If you are working with sales, you have probably asked yourself one, or two, of these questions:
- What can we do to sell more?
- How can we help our customers make that purchase decision?
- What can we do to upsell?
Here’s some consumer behavior theory for you: prior to purchasing a product, a consumer always struggles with whether she should follow her Desires or her Fears. The consumer typically Desires to solve a problem but also Fears that a certain product will not, in fact, work as expected or solve the problem at hand. The more the consumer desires a product, the more likely it is she will buy it – as long as the Fear of purchasing the wrong type of product is not stronger.
For example, if you buy a pair of shoes in a street store you can look, touch, and try the shoes beforehand. If you buy the same type of shoes online you do not have that same benefit and this introduces a fear of buying uncomfortable or ill-fitting shoes. These are important features that could keep consumers from making the purchase even though the desire to purchase the shoes online is high (perhaps due to lower prices or a better selection).
The same goes for more complex products and especially complex, configurable products.
I will go with one of my favorite examples: a configurable truck. Trucks can often be customized and configured to suit every aspect of the customers’ need. Obviously, you can’t keep every configuration of the truck in the demo room so the customer typically has a couple of different configurations to look at. However, the exact product version the customer would use will rarely be on display. When the configuration of the truck is created, the final view of the product will usually be created only in the customers’ imagination.
When the customer cannot be 100% sure of the end result, a certain fear of a discrepancy between her view of the end result and how the actual product will be, might surface. This fear is costing money in terms of missed out sales and missed opportunities in upselling.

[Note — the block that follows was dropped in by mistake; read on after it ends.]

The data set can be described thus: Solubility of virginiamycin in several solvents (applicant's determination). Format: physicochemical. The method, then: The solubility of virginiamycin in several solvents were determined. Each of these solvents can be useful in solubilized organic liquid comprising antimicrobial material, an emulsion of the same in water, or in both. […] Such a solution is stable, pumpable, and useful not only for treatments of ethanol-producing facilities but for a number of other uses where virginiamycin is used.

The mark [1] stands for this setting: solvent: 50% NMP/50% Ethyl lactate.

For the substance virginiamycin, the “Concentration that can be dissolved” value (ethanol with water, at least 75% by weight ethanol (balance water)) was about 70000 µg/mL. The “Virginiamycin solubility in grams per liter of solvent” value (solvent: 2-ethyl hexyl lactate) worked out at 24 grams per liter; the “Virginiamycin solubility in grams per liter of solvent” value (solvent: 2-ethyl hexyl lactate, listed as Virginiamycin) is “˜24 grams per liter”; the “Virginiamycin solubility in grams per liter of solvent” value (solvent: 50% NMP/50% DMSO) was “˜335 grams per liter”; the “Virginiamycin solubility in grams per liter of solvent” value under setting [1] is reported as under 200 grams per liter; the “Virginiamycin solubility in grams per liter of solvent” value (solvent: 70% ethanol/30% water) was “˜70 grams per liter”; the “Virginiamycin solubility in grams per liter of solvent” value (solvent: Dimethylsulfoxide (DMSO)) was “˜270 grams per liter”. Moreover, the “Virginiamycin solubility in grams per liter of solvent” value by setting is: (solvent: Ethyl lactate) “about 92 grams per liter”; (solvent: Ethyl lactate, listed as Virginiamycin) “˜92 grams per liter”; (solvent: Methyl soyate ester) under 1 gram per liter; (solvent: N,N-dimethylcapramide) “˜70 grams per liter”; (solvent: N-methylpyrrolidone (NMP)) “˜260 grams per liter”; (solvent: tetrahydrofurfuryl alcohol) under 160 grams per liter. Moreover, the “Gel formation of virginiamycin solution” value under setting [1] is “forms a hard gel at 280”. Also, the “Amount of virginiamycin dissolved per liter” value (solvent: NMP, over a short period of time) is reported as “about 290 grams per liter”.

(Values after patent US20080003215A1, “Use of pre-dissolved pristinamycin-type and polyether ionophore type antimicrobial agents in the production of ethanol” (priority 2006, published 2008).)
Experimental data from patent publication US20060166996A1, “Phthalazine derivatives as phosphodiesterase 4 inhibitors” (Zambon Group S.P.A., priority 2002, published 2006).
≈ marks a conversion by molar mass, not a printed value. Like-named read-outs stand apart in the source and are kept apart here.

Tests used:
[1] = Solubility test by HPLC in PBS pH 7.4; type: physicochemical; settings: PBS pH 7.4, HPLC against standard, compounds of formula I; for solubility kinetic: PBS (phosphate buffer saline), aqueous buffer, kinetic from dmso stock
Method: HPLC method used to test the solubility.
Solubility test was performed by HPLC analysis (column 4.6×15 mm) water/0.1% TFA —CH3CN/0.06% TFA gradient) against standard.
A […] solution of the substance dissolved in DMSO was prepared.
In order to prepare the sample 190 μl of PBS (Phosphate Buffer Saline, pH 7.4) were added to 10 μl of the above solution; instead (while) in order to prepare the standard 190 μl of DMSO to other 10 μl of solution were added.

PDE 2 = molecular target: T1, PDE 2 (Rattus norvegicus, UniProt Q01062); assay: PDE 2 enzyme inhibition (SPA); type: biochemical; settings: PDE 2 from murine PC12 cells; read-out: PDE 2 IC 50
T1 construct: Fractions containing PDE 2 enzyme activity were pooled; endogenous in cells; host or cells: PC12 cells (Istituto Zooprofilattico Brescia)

With 3D-configuration, the consumer will be able to see the result of every change on the product, both minor and major. This will reduce the fear of the end result not being as expected, which will push many customers to actually making that purchase decision. This benefit of 3D-configuration is quite straightforward and easy to understand. The upselling benefit of 3D-configuration is, however, an added benefit that is often overlooked.
Imagine the same truck and you, as a customer, get the option to add a “Deluxe Seat”. Even if the benefit is described in words, the visualization of it takes place in the customer’s mind – which leaves it out of your control. If you are able to show the customer how the “Deluxe Seat” will look and how this, in practice, would improve the driver’s comfort you can bring the customer’s idea of its benefits much, much closer to the end result. This will, in practice, reduce any fear of buying something unnecessary. It also creates a desire to add features the customer did not even have when he started the configuration of your product.
When you raise the Desire to add features to your product and reduce the customer’s Fear of making a bad decision, the result is simple: you will sell more with 3D-configuration.